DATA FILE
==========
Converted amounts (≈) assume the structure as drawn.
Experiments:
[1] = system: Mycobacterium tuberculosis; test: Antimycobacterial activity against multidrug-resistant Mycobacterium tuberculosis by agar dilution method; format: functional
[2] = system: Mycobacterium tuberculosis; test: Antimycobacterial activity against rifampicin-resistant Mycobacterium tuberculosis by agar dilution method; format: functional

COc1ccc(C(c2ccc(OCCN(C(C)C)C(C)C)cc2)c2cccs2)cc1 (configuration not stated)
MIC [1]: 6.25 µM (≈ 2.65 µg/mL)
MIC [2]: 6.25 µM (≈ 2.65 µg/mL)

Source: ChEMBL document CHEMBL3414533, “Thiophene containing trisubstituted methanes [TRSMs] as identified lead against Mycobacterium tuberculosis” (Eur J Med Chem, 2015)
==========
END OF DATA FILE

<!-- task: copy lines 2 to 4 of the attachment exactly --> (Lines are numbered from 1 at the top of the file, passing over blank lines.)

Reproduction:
Experiments:
[1] = system: Mycobacterium tuberculosis; test: Antimycobacterial activity against multidrug-resistant Mycobacterium tuberculosis by agar dilution method; format: functional
[2] = system: Mycobacterium tuberculosis; test: Antimycobacterial activity against rifampicin-resistant Mycobacterium tuberculosis by agar dilution method; format: functional